Background on Nuclear Energy Waste Creation and Storage Issues
During the fission process, spent uranium oxide assemblies turn radioactive, and contain harmful water-soluble caesium-137 and strontium-90. Every three to four years, uranium decays in operating nuclear generation plants, and fuel needs to be replaced. Spent fuel assemblies (referred to as “Spent fuel”) are placed in spent fuel pools where they are stored and cooled for five to seven years, after which they are supposed to be transported to a federal permanent repository and stored in dry hardened storage casks.[7] The US Nuclear Regulatory Commission (NRC) expected to have a federal permanent dry storage repository by 1998, yet as of 2017, there is still no permitted federal permanent repository.

In lieu of a permanent storage facility, nuclear generating plants use the cooling pools as additional storage and significantly increased the amount of spent fuel rods and time stored in pools. This crowding of extremely hot nuclear fuel rods increases the potential for a fire if there is not sufficient coolant in the pools, which could release radioactive volatiles and particulates.[8] Without any more cooling pool storage room (over 70% of US based nuclear fuel assemblies are in pools)[9] and considering the severe risk of crowding in cooling pools, there is a need to transfer cooled spent fuel to dry storage. Dispersing fuel rods into separate casks reduces the threat of fire, allows casks to be passively air cooled, and eliminates the long-term reliance on electricity, coolant, water, etc.[10] There is scientific consensus that nuclear generating facilities, both decommissioned and operating, need to move cooled spent fuel from storage ponds to dry storage as soon as possible, yet where and how has yet to be agreed upon.

Future of a Permanent Repository
The Nuclear Waste Policy Act required the Secretary of the Interior to nominate five suitable candidate sites that meet specified site characterization guidelines for permanent high level waste disposal, pick the three best candidates, and then conduct thorough environmental assessments.[11] The intent was to choose the best possible option ensuring the highest likelihood of retaining hazardous materials. Political pressure resulted in many states removing themselves from the list, and ultimately left Yucca Mountain of Nevada as the selected site. This selection became official in 1987, when congress amended the Nuclear Waste Policy Act of 1982.[12] After $11 billion spent[13] and years of thorough analysis at Yucca, the site did not meet geologic and hydrologic requirements, with findings of high likelihood for corrosion and contamination of groundwater.[14] The DOE proposed remotely installing titanium drip shields over each assembly to prevent against corrosion from condensed steam: however, the amount of titanium necessary is estimated be 30% of the annual US production of titanium.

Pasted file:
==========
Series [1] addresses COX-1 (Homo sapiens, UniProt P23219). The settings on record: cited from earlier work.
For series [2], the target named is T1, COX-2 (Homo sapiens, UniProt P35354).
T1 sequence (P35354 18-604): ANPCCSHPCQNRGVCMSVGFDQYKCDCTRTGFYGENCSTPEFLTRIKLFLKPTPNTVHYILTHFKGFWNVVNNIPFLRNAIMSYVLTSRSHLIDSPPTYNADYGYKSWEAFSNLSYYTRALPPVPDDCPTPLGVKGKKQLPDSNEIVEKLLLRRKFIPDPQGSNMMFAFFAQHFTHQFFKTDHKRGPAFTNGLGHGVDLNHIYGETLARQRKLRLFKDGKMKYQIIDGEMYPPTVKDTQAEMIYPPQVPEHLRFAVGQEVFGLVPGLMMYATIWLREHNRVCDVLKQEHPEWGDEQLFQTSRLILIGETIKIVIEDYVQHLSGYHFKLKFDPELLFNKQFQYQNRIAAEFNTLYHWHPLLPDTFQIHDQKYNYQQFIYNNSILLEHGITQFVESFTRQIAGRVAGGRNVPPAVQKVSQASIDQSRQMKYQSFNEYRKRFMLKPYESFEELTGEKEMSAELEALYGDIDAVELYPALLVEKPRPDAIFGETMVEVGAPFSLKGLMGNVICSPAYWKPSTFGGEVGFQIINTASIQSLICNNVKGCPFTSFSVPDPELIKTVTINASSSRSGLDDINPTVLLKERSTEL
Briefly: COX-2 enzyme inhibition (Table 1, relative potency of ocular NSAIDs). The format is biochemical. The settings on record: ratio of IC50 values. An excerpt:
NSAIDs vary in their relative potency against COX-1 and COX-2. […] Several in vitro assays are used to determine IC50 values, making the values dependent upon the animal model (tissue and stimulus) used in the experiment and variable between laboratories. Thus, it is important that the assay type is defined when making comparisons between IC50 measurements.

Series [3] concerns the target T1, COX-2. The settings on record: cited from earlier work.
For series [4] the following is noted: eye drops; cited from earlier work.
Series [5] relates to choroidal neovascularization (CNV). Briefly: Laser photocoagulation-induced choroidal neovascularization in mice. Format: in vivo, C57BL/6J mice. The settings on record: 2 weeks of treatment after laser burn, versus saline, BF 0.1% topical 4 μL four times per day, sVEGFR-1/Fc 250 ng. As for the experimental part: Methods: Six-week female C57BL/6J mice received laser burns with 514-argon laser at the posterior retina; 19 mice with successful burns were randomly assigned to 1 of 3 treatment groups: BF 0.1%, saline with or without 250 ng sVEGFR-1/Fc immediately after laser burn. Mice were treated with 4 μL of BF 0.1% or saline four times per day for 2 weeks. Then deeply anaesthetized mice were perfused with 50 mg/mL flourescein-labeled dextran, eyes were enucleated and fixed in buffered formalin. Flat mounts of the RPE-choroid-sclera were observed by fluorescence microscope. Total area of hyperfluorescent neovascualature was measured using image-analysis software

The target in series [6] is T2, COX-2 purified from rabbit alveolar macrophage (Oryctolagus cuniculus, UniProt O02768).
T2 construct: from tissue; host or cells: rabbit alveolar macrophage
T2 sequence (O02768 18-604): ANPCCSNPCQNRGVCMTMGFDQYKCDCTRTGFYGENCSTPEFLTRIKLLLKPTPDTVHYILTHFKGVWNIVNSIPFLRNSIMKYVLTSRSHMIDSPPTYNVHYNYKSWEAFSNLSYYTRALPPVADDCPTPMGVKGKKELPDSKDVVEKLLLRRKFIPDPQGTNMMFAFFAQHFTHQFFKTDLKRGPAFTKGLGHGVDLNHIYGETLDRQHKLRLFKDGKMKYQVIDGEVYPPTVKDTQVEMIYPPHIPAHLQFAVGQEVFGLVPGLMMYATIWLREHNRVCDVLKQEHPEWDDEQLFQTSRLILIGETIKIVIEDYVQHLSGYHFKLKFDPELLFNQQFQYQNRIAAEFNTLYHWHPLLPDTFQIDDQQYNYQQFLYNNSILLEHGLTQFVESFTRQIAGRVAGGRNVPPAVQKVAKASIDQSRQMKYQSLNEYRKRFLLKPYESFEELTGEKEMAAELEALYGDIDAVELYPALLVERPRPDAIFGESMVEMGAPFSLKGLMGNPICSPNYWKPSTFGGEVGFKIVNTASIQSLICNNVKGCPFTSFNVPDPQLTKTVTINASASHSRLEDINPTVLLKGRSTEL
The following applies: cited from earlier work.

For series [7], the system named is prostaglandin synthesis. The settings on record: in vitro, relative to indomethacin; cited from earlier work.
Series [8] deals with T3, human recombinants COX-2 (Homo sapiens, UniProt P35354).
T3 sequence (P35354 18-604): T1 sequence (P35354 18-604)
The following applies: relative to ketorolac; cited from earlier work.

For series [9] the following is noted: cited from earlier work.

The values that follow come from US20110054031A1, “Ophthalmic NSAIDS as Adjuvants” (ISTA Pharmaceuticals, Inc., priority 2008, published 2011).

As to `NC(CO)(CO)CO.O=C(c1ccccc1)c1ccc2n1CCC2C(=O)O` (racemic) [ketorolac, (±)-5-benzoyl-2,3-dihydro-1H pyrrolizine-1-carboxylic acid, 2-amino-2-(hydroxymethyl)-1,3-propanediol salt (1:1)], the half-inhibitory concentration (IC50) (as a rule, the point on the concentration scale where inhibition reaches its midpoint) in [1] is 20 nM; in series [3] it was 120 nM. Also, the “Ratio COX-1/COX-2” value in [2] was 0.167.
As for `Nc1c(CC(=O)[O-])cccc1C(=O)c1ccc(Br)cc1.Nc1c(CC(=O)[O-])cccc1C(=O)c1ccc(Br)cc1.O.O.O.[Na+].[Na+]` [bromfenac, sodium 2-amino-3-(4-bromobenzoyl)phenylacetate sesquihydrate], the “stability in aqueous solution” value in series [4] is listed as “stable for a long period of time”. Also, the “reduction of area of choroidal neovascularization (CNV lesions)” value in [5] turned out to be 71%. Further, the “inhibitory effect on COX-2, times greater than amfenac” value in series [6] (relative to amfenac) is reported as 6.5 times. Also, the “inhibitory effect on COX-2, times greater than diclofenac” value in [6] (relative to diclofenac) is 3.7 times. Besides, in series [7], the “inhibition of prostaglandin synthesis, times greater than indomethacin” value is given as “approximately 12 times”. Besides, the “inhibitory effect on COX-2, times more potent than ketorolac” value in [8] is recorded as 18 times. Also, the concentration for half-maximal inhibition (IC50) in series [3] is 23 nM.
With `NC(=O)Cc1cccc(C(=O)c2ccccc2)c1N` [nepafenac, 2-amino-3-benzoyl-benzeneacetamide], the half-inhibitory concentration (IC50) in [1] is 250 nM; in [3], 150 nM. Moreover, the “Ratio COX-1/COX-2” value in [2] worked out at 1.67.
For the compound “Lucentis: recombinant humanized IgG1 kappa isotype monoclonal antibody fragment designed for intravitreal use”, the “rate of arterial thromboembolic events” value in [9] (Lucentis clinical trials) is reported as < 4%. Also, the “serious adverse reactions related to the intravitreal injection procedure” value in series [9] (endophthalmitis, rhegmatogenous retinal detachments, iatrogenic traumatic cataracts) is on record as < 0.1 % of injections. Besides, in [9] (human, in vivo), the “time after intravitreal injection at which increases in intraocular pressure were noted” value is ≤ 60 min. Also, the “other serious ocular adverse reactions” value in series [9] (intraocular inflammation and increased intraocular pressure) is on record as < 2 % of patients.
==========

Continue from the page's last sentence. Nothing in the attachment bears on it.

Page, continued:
In 2011, Obama pulled funding from Yucca Mountain. There have been recent attempts to revive Yucca, yet it may be time to restart the process, remove political pressure from the playing field, and restart a nationwide search for a permanent repository. As a result of the Blue Ribbon Commission on America’s Nuclear Future, in 2013 the Department of Energy announced a strategy to construct a pilot interim storage facility by 2021, construct a larger interim storage facility by 2025, and construct a new permanent repository that would be available by 2048.

Onsite Interim Storage
Initially ISFSI’s, temporary dry storage sites built on or near nuclear generating plants, were granted 20-year licenses, but some operations have received extensions during renewals for 40 additional years. For extensions to be approved facilities must provide an Aging Management Program (AMP). For general monitoring, 10 CFR 72.122(h)(4) states “periodic monitoring is sufficient provided that periodic monitoring is consistent with the dry spent fuel storage cask design requirements. The monitoring period must be based upon the spent fuel storage cask design requirements.” Specific regulations for ISFSI are outlined in the NRC Standard Review Plan for Spent Fuel Dry Storage Systems at a General License Facility.

Consolidated Interim Storage